Boat towing company receives national grant, offers welding apprenticeships> Charleston Business Journal


A family-owned business that has so far helped 22 Charleston County high school students learn welding skills is the first company in South Carolina to receive a grant from the U.S. Treasury Department’s Maritime Administration.

Stevens towing, based on Yonges Island, is one of 31 shipyards nationwide to receive part of the $ 19.6 million funding for modernization that will increase productivity and expand local employment opportunities, said the company in a press release. Stevens Towing received $ 1.3 million.

“These grants will help small businesses do what they do best: build critical infrastructure while creating long-term jobs for American workers,” said Lucinda Lessley, Acting Marine Administrator.

The mid-sized freight company was formed in 1913 just south of Charleston.

“Logistics and transportation companies are a critical backbone of our nation’s economy,” said Johnson Stevens, president of the company. “We are committed to doing all we can to help our country recover from the 2020 pandemic and prosper into the future. “

As an added commitment to the future of the industry, Stevens Towing has been offering a Workplace Learning Program for Charleston County School District students since 2017. The program teaches welding skills at the Stevens Towing Shipyard in partnership with Trident Technical College and Caroline apprenticeship.

To date, 22 students from Baptist Hill High School in Hollywood, St. John’s High School in John’s Island, West Ashley High School in Charleston, and one home school have completed this program.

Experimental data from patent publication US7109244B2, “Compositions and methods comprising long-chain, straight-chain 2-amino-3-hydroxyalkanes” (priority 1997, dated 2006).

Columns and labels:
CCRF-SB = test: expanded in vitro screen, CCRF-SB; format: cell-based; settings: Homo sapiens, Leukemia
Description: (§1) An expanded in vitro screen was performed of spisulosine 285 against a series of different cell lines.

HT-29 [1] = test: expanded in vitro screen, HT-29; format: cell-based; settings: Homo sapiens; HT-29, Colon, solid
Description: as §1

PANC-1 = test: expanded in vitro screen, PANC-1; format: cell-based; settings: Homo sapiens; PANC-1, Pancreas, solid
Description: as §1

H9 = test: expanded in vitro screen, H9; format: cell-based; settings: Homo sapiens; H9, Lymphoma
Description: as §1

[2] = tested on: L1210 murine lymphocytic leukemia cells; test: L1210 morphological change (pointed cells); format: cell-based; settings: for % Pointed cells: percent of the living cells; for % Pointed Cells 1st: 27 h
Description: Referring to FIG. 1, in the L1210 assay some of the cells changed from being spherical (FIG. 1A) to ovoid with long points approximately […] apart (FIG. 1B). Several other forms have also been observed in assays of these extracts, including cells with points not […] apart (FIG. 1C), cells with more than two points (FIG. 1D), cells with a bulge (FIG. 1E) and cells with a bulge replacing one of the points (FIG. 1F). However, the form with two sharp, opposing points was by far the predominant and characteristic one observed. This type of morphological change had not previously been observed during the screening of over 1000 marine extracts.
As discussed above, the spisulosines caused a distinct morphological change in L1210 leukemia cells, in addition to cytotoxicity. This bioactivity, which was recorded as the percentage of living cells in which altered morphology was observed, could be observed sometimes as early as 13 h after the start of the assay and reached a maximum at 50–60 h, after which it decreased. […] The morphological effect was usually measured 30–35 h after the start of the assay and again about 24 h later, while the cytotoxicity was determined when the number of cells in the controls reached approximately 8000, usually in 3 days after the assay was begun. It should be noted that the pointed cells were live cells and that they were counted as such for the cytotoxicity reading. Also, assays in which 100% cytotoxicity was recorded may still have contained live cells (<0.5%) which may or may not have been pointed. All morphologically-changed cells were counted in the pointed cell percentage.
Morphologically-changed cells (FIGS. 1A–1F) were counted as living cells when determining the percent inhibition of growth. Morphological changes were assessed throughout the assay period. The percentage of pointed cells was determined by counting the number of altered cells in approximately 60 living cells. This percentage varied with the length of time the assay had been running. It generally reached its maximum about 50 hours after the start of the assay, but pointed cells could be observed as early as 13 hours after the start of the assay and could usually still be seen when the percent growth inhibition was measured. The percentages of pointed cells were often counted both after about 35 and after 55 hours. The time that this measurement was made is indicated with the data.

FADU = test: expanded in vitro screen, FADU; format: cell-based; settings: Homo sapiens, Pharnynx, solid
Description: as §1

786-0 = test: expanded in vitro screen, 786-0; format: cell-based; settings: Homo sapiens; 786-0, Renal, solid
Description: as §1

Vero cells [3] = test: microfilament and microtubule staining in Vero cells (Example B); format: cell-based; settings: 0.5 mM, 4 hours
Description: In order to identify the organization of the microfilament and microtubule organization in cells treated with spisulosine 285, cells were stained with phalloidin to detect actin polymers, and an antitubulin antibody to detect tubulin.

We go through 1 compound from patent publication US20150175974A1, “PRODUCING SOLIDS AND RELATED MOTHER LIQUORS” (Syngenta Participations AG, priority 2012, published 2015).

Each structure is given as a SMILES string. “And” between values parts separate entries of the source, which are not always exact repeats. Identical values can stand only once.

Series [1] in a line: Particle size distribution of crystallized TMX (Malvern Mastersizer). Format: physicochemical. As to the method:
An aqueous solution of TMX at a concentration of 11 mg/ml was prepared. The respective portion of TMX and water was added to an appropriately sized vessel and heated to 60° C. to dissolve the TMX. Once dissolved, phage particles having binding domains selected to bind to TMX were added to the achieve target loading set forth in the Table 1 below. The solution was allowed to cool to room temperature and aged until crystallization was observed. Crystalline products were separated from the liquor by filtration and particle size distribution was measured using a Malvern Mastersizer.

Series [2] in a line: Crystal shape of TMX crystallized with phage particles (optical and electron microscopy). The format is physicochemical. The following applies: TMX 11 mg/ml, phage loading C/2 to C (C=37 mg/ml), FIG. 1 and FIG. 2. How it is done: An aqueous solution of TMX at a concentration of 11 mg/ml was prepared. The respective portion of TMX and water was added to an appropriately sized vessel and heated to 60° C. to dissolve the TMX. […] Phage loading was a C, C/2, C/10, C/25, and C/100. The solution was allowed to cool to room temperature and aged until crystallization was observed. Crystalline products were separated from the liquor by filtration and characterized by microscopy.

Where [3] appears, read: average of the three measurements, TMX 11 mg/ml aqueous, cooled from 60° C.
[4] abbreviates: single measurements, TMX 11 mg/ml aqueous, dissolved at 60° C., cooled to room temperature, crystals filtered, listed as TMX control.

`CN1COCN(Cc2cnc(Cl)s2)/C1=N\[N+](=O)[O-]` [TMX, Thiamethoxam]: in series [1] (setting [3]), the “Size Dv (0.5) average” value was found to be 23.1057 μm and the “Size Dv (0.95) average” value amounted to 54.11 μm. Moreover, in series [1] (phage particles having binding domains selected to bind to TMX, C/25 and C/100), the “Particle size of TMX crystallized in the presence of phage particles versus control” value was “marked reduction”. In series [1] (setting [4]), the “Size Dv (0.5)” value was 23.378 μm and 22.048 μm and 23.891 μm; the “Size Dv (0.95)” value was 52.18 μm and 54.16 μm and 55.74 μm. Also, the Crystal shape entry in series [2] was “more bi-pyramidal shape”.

Stevens Towing has its own shipyard to maintain the vessels, which includes 13 tugs that travel inland and 50 barges that cross the country. As a result, a large percentage of Stevens employees are welders and fitters, which the industry lacks a skilled workforce.

The towing company is one of the few companies in the Yonges Island area, and Stevens said only a few in the community know how to weld, which has forced the company and others to look for more. more and more welders.

“We also work on a lot of equipment from local businesses, local ferries, local shipping contractors and dredging companies, tour boats. The need is there to fix other people’s affairs, ”Stevens said.

To lead the welding program, Stevens enlisted former employee and welder William Holmes and local teacher Mathilde Dumond to help create a program.

“Stevens Towing decided they would like to partner with local high schools for a workforce development pipeline, as well as community outreach,” said Dumond. “Not necessarily to have a continuous pipeline of skilled workers, but to get students to learn the trade.”

Students who participate come after lunch and are paid an hourly wage to learn welding. To date, five students have continued their education at Trident Technical College, four of whom are taking welding courses and one taking courses in computer aided design and machine tool technology.

Four other students are currently employed by Stevens Towing.

Holmes, who started training in high school, tried to retire from Stevens Towing years ago, but has kept coming back because he enjoys working with students so much.

“This is very important. There will always be a demand for welders,” he said. “Unless there is something else that can replace welding, there will always be a need.”

Contact Teri Errico Griffis at 843-849-3144.

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